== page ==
Marijuana Had A Really Bad Week

Last week was a pretty epic week for America in terms of civil rights and healthcare.  But, if you were someone trying to push marijuana legalization in Maine, you had a pretty bad week.

There was this new report which indicates most of the conditions for which medical marijuana has been approved lack rigorous science to back it up as effective treatment.  The authors discuss how the medical marijuana laws, and their allowed conditions, have been approved on the basis of “poor quality studies, patients’ testimonials or other nonscientific evidence.”  The authors conclude more research needs to be done and that we should not let our policies get ahead of the science.  Thankfully, the Obama administration just eliminated one of the hurdles to research by eliminating the 1999 Public Health Service research review.  This, by the way, is a policy move that has long been endorsed by Project SAM. 

But for me the highlight was the Maine House of Representatives emphatically rejecting Representative Diane Russell’s marijuana legalization bill, LD 1380.  Last Monday, the Maine House voted 98-45 to adopt the “Ought-Not-To-Pass” majority report from the Criminal Justice and Public Safety Committee.  That Committee adopted that report on a lopsided 10-3 vote after a hearing that was dominated by parents, youth, and major health organizations testifying in opposition to the marijuana legalization bills.  This ends the marijuana industry’s efforts to legalize marijuana in Maine in 2015.

There is a larger story here, however.  If you spend any time listening to the pro-marijuana advocates, one of the things you’ll hear them go on and on about is that marijuana legalization is “inevitable.”  It’s going to happen, everyone just jump on the bandwagon.  However, last Monday’s vote represents a 27 vote increase in opposition to legalization compared to a very similar bill in 2013.  Representative Russell’s last attempt to legalize marijuana in the Legislature was LD 1229, introduced in 2013 during the 126th Legislature.  LD 1229 saw the same vote in committee, 10-3 opposed.  But when it went to the House floor, it was only narrowly defeated 71-67.  If there really is this supposed wave of support from the people of Maine, why are more Maine legislators (who tend to want to get re-elected) voting against marijuana legalization in 2015 vs. 2013?

But wait, it gets better…

Dive a little deeper into the numbers and we see that not only did the House reject marijuana legalization 2 to 1, the majority of House Democrats voted against the bill, 39 vs 36.  Why is that significant?  Because just last year in 2014, the Maine Democrats made the legalization of recreational marijuana a part of the party platform.  They made it one of the party priorities.  Yet, here we see over half of the Maine House Democrats say “No” to legalization.  What would cause a majority of House Democrats to go against the party platform?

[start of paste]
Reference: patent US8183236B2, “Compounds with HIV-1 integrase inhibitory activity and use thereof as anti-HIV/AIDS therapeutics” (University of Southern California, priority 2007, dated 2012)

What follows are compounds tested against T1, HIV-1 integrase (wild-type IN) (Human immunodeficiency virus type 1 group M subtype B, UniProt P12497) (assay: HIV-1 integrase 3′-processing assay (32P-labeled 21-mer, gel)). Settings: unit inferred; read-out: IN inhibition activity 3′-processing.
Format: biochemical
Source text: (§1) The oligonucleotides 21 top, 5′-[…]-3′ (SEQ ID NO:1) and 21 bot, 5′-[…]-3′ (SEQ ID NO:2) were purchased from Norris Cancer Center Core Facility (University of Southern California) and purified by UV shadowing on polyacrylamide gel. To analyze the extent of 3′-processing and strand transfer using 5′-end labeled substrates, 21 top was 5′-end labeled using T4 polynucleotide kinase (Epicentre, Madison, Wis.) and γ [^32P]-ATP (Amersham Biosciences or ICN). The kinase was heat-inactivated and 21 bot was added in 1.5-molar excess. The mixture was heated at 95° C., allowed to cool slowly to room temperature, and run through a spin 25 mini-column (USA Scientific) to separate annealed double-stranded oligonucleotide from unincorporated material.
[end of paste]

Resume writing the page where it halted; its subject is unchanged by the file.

Perhaps Maine legislators are realizing that most Mainers don’t want this state to become the East Coast Colorado.  Mainers are right to be wary.  As I’ve reported here and here, the experiment in Colorado has had many negative public health and public safety outcomes.  Sure, if you are the marijuana industry, you are making out like bandits.  And that is the point.  That is how marijuana legalization works.  It’s how the tobacco and alcohol industries work.  The legal drug industries make all of the money, and communities are left to deal with the social costs.  This is why we can’t afford to add a marijuana market to the mix.

Mainers get this.  More and more Mainers are speaking out about this, and apparently speaking to their State Representatives about it.  The public health messages are resonating, which is making the legalizers mad.

Like I said, it was a pretty epic week.





Scott M. Gagnon, MPP, PS-C

About Scott M. Gagnon, MPP, PS-C

Scott M. Gagnon, MPP, PS-C is a Certified Prevention Specialist and is the Director of Operations at AdCare Educational Institute of Maine, Inc. He currently serves on the Maine Substance Abuse Services Commission as well as the U.S. Substance Abuse and Mental Health Services, Center for Substance Abuse Prevention National Advisory Council. Scott volunteers as the Chair of the marijuana policy education and advocacy group, Smart Approaches to Marijuana Maine and is the current Board President of the Maine Council on Problem Gambling. Scott also serves as a Co-chair of the Prevention & Harm Reduction task force of the Maine Opiate Collaborative, the effort convened by U.S. Attorney Thomas E Delahanty, II to address Maine's growing opiate and addiction crisis. Scott is the recipient of the 2015 Maine Public Health Association's Ruth S. Shaper Memorial Award and 2015 Healthy Androscoggin Will Bartlett Award and is also the 2013 recipient of the Maine Alliance to Prevent Substance Abuse Prevention Award.